WHAT else happened the day you were married, graduated or had children?
Copies of Ballarat’s history locked deep within the vaults of the Ballaarat Mechanics’ Institute will soon be offered for sale to help make room for refurbishments in the Sturt Street building.
Thanks to The Courier’s donation, more than a century’s worth of newspapers are currently housed in underground rooms at the institute.
But the need has arisen to dispose of duplicate copies of The Courier ranging from 1960 to 1990.
The sales of newspaper copies will make room for the proposed construction of a climate-controlled chamber for the storage of valuable books, which cannot be stored in the refurbished reading and research area.
Institute president Jill Blee said it was a once-in-a-generation opportunity for people to capture a piece of their own history, while helping to preserve Ballarat’s history.
“We’ve got every copy since September 1867, when The Courier first came out,” she said.
“We’ve got duplicates of those (from 1960 onwards) and we’d like to get rid of those.”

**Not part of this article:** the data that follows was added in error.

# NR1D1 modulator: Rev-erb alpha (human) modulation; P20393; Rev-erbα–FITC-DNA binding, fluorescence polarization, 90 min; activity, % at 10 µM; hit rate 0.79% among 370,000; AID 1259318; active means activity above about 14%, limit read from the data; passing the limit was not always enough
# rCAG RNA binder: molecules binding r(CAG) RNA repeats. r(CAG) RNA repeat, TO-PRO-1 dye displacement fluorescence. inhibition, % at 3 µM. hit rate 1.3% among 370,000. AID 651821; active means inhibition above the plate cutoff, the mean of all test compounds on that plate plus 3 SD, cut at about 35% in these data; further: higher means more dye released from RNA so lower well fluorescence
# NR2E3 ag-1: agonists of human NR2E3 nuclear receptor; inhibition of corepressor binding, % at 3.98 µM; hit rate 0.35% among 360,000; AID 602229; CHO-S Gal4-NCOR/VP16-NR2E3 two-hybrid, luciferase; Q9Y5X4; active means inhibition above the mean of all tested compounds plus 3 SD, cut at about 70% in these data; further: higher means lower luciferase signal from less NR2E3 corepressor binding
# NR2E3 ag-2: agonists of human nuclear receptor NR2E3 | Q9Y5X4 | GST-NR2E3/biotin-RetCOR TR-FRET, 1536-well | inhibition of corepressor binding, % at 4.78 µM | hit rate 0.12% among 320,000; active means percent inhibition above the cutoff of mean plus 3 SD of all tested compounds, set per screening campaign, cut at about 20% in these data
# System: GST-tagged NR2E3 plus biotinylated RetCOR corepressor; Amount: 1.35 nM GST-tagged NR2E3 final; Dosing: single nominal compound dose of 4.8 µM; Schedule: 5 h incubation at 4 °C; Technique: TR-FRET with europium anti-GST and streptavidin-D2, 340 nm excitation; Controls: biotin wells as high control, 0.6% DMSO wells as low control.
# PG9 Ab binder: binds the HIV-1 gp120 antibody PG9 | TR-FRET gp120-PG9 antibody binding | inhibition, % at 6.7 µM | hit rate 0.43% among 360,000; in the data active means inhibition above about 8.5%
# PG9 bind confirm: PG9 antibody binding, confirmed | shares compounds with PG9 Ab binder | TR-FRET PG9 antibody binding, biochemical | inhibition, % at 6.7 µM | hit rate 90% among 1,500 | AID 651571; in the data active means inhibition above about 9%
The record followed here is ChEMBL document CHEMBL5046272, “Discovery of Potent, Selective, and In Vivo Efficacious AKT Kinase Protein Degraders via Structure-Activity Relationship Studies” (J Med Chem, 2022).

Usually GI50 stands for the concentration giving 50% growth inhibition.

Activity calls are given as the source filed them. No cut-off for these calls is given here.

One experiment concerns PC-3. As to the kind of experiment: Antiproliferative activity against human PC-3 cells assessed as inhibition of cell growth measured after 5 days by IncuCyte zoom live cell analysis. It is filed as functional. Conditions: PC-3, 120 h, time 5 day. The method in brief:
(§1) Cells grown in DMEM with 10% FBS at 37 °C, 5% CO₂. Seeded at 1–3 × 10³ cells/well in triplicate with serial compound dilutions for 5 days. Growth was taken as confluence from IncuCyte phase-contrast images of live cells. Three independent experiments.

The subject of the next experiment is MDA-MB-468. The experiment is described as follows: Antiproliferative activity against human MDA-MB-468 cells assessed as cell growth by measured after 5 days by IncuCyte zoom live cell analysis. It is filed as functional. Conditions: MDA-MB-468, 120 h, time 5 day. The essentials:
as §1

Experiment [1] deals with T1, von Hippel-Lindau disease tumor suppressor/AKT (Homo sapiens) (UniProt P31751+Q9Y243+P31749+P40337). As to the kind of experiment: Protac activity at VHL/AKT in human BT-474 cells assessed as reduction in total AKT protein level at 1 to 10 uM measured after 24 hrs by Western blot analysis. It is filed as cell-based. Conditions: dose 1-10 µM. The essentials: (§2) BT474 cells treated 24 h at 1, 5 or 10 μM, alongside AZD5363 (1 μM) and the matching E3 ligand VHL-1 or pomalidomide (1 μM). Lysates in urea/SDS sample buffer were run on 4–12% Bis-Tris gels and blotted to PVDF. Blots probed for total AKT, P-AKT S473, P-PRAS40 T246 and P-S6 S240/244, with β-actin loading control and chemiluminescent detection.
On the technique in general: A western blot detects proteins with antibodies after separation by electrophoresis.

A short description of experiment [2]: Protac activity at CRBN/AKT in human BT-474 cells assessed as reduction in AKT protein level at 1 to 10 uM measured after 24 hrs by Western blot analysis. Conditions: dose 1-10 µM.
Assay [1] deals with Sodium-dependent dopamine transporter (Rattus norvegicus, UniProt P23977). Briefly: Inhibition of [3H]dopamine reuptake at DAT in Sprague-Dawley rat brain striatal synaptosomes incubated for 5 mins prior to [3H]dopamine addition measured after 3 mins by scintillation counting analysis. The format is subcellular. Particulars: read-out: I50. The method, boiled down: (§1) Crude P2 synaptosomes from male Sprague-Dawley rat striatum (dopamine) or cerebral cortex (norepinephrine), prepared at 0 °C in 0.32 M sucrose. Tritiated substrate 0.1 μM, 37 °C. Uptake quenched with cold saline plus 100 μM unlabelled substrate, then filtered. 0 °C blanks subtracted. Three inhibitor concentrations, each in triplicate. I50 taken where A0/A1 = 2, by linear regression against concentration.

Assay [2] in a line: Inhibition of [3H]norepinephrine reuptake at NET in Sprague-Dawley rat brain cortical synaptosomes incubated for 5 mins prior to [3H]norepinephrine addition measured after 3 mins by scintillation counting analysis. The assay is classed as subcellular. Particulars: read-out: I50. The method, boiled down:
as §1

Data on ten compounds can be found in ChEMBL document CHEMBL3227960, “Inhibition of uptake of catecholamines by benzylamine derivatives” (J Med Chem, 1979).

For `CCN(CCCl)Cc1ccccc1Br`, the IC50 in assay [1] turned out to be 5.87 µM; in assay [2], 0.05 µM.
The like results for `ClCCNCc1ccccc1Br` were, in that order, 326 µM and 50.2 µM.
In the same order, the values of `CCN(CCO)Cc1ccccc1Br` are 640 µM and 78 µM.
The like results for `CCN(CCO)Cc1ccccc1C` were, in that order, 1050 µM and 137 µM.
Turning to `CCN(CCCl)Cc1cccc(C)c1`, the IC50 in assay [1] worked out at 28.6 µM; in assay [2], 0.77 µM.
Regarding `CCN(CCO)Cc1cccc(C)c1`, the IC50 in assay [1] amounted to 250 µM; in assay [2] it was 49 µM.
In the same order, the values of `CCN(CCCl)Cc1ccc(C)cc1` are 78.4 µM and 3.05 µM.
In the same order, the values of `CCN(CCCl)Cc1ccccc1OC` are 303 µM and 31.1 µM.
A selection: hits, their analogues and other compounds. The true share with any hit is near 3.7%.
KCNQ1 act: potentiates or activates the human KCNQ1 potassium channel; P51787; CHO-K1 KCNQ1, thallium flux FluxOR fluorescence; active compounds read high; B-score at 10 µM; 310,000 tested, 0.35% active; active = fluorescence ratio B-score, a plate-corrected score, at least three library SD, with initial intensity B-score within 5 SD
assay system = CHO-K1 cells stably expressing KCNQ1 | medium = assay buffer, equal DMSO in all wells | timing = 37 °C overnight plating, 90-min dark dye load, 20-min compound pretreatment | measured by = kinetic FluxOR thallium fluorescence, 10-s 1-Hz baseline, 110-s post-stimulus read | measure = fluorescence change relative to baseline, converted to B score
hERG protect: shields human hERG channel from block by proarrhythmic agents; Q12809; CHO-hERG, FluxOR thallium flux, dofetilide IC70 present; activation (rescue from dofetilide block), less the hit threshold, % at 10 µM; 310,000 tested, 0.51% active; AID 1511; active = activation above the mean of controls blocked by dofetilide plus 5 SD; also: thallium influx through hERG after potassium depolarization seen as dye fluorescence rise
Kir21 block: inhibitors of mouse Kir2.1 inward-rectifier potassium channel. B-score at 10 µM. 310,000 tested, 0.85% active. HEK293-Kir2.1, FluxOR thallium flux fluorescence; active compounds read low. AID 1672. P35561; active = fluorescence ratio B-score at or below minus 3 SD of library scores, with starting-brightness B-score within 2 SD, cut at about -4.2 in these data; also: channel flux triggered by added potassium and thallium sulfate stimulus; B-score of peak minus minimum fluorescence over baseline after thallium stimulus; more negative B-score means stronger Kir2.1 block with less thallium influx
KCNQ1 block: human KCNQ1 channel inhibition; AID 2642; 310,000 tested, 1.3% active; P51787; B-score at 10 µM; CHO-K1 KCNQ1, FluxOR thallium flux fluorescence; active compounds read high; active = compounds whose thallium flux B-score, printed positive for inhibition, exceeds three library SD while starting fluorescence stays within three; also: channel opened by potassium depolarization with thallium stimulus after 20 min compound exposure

Chairman of the marketing committee, John Hoskin, said selling the duplicate copies of The Courier was the right move for the institute.
“Initially someone said we’ll have to pulp them – I said no we won’t,” he said.
“We’ve really got to bite the bullet, because we just don’t have any room.”
Mr Hoskin said the newspaper copies would be a great keepsake for anyone curious about a particular day in history.
“We’ll see if we can interest people to come and buy a copy which coincides with their birthday, their wedding, their graduation or whatever,” he said.
Mr Hoskin said funds raised from sales of the old papers would also contribute towards the underground air-conditioning required for maintaining a low-humidity environment, which is necessary for preserving the institute’s large range of old books.
Anyone interested in obtaining a copy for $5 can register their name and the requested dates with the Ballaarat Mechanics’ Institute via firstname.lastname@example.org.